So we took a little road trip between Christmas and New Year's, stayed overnight and came back home, meandering both ways.
We think the best way to do that is to stay away from the interstate highways and stick to the paved, county roads and highways instead. That way, not only do you get to see the countryside and the pretty farms, you get to go into the little towns and see what's happening there, too, how these towns look for better or worse, maybe what they're doing to thrive in our challenging times.
Something traditional missing all too often from our little towns, I notice, is an active school building. These are the places that for generations were the heart of our communities, but declining population and enrollment have forced schools to consolidate and close buildings. If you've noticed, it's common now for those consolidations to consolidate. It's also rather common for those buildings now to be used as community centers.
We drove through western Iowa, where the names on the school buildings had often changed since we were there last. "Too many" was the answer I got from a disgruntled waitress in one small town when I asked her how many towns were in their school, now a consolidation of a consolidation.
Another waitress in another small-town restaurant where we had breakfast lamented the closing of their school in her town, which meant her son got on the bus before 7 a.m. every day to get to his school twenty miles down the road. It's too bad no one can figure out another way to do education in our small rural districts.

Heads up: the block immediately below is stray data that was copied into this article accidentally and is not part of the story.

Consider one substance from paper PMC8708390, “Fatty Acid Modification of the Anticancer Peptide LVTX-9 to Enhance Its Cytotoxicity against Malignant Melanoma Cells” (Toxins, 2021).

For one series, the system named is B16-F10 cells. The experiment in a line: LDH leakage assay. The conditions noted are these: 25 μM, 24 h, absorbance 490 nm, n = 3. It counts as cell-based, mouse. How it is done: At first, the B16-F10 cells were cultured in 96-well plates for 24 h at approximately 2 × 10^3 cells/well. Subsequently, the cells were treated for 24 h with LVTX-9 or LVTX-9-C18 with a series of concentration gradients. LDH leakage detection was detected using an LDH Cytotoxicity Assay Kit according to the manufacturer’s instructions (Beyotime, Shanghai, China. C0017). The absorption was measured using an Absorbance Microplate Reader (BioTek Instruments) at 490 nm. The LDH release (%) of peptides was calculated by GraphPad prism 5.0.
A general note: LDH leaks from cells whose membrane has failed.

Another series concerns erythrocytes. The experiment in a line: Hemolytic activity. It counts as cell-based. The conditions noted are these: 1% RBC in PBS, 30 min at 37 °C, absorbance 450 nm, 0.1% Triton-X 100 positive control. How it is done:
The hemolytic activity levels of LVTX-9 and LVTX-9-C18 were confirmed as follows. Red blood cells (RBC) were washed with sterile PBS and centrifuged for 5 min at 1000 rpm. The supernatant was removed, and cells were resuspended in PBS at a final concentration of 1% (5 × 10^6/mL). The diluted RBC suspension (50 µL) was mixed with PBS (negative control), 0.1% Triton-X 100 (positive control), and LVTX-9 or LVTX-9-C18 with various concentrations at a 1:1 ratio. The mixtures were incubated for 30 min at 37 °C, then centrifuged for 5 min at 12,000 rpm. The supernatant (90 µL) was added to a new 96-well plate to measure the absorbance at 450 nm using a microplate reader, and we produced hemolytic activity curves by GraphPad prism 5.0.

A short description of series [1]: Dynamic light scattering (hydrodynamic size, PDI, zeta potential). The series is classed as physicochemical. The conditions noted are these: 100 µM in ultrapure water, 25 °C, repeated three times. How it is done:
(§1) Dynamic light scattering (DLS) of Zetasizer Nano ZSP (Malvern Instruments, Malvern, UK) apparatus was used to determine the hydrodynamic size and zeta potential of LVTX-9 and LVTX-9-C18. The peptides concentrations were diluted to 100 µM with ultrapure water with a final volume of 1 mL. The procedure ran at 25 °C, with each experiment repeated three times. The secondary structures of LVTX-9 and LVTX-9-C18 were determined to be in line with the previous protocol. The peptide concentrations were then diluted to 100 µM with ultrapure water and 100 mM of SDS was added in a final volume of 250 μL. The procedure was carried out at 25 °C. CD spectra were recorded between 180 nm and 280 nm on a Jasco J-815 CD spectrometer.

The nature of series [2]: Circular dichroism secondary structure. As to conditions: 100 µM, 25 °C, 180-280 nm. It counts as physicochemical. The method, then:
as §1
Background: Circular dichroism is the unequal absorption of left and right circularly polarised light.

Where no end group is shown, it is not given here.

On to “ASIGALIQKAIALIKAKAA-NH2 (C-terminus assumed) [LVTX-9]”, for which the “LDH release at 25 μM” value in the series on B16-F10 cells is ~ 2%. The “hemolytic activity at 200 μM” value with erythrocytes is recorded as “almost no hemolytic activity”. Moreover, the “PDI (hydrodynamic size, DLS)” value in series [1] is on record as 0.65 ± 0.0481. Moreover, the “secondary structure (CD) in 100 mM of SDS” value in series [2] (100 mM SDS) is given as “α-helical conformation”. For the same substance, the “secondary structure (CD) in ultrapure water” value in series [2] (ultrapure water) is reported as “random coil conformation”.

I love watching for town slogans on the welcome signs in these little towns, another thing you can't do on the interstates, and we saw some good ones on this trip. "Blessed with the best" is what you'll see on the town sign in Kiron. Then there's the epic "Everything but a lake" in Lake City. Denison, according to its welcome sign, is "A Great Place to Grow." In Auburn, the slogan is "A Taste of Home."
I find I really appreciate the slogans that capitalize on the size of their town. I mean, they're small, so why not admit it and use it to your advantage - as in Harcourt, who proclaim they are "The best little town in Iowa." Lohrville has the same theme, with "Better, not Bigger" on their nice sign. In Vail, it's "A small town with a big heart," much like Dumont: "Small town, big heart."
Of course, not every town has a slogan. Maybe they could try a little harder. We did see plenty of towns with a nice "Welcome to . . .", which is better than nothing at all. Even without a slogan, that's just a friendly gesture. And that's what little towns are supposed to be.